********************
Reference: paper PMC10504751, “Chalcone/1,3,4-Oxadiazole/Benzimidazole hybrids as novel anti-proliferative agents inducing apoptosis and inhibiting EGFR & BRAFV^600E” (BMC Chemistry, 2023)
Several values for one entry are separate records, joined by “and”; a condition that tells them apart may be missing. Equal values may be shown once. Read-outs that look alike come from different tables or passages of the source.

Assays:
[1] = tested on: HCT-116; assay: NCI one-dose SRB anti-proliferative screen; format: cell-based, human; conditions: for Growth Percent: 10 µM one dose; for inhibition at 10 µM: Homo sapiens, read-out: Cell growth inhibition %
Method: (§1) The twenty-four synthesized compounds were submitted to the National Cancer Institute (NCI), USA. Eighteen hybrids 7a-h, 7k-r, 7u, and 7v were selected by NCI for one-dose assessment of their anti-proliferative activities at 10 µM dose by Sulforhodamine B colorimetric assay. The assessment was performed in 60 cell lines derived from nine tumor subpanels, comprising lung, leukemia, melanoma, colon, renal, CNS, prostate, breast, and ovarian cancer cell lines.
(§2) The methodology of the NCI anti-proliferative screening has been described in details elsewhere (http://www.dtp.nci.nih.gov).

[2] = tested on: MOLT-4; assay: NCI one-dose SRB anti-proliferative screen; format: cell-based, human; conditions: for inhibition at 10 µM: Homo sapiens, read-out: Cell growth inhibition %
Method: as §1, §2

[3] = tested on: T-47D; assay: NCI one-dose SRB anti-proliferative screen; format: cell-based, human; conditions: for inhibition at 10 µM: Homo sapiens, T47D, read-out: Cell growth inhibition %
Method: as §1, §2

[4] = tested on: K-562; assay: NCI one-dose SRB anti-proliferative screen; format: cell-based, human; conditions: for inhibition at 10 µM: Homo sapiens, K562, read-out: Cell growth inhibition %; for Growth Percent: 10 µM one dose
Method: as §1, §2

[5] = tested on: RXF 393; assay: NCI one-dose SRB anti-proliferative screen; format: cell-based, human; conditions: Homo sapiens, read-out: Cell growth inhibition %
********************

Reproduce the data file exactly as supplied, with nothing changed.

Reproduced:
Reference: paper PMC10504751, “Chalcone/1,3,4-Oxadiazole/Benzimidazole hybrids as novel anti-proliferative agents inducing apoptosis and inhibiting EGFR & BRAFV^600E” (BMC Chemistry, 2023)
Several values for one entry are separate records, joined by “and”; a condition that tells them apart may be missing. Equal values may be shown once. Read-outs that look alike come from different tables or passages of the source.

Assays:
[1] = tested on: HCT-116; assay: NCI one-dose SRB anti-proliferative screen; format: cell-based, human; conditions: for Growth Percent: 10 µM one dose; for inhibition at 10 µM: Homo sapiens, read-out: Cell growth inhibition %
Method: (§1) The twenty-four synthesized compounds were submitted to the National Cancer Institute (NCI), USA. Eighteen hybrids 7a-h, 7k-r, 7u, and 7v were selected by NCI for one-dose assessment of their anti-proliferative activities at 10 µM dose by Sulforhodamine B colorimetric assay. The assessment was performed in 60 cell lines derived from nine tumor subpanels, comprising lung, leukemia, melanoma, colon, renal, CNS, prostate, breast, and ovarian cancer cell lines.
(§2) The methodology of the NCI anti-proliferative screening has been described in details elsewhere (http://www.dtp.nci.nih.gov).

[2] = tested on: MOLT-4; assay: NCI one-dose SRB anti-proliferative screen; format: cell-based, human; conditions: for inhibition at 10 µM: Homo sapiens, read-out: Cell growth inhibition %
Method: as §1, §2

[3] = tested on: T-47D; assay: NCI one-dose SRB anti-proliferative screen; format: cell-based, human; conditions: for inhibition at 10 µM: Homo sapiens, T47D, read-out: Cell growth inhibition %
Method: as §1, §2

[4] = tested on: K-562; assay: NCI one-dose SRB anti-proliferative screen; format: cell-based, human; conditions: for inhibition at 10 µM: Homo sapiens, K562, read-out: Cell growth inhibition %; for Growth Percent: 10 µM one dose
Method: as §1, §2

[5] = tested on: RXF 393; assay: NCI one-dose SRB anti-proliferative screen; format: cell-based, human; conditions: Homo sapiens, read-out: Cell growth inhibition %